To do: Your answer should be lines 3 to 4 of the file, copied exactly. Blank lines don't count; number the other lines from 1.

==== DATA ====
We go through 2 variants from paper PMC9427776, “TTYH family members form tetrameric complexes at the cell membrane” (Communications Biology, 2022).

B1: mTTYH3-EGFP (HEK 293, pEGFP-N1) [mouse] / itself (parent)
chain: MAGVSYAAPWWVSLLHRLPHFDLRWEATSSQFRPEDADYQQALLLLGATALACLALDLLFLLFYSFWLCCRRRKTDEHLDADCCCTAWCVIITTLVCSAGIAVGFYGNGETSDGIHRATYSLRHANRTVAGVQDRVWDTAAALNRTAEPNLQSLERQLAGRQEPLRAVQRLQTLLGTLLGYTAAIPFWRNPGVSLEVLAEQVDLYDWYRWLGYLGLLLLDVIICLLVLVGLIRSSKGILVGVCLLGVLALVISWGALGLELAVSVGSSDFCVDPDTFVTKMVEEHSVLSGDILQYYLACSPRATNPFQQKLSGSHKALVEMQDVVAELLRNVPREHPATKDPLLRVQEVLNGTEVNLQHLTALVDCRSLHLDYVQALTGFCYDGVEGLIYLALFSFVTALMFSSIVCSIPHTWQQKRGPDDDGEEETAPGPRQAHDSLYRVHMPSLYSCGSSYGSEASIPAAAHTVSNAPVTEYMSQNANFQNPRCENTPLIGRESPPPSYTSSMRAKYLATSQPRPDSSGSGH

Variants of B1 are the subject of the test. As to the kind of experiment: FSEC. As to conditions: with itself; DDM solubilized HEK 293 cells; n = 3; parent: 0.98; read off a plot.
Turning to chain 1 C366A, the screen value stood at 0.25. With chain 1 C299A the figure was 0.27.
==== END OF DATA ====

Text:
chain: MAGVSYAAPWWVSLLHRLPHFDLRWEATSSQFRPEDADYQQALLLLGATALACLALDLLFLLFYSFWLCCRRRKTDEHLDADCCCTAWCVIITTLVCSAGIAVGFYGNGETSDGIHRATYSLRHANRTVAGVQDRVWDTAAALNRTAEPNLQSLERQLAGRQEPLRAVQRLQTLLGTLLGYTAAIPFWRNPGVSLEVLAEQVDLYDWYRWLGYLGLLLLDVIICLLVLVGLIRSSKGILVGVCLLGVLALVISWGALGLELAVSVGSSDFCVDPDTFVTKMVEEHSVLSGDILQYYLACSPRATNPFQQKLSGSHKALVEMQDVVAELLRNVPREHPATKDPLLRVQEVLNGTEVNLQHLTALVDCRSLHLDYVQALTGFCYDGVEGLIYLALFSFVTALMFSSIVCSIPHTWQQKRGPDDDGEEETAPGPRQAHDSLYRVHMPSLYSCGSSYGSEASIPAAAHTVSNAPVTEYMSQNANFQNPRCENTPLIGRESPPPSYTSSMRAKYLATSQPRPDSSGSGH

Variants of B1 are the subject of the test. As to the kind of experiment: FSEC. As to conditions: with itself; DDM solubilized HEK 293 cells; n = 3; parent: 0.98; read off a plot.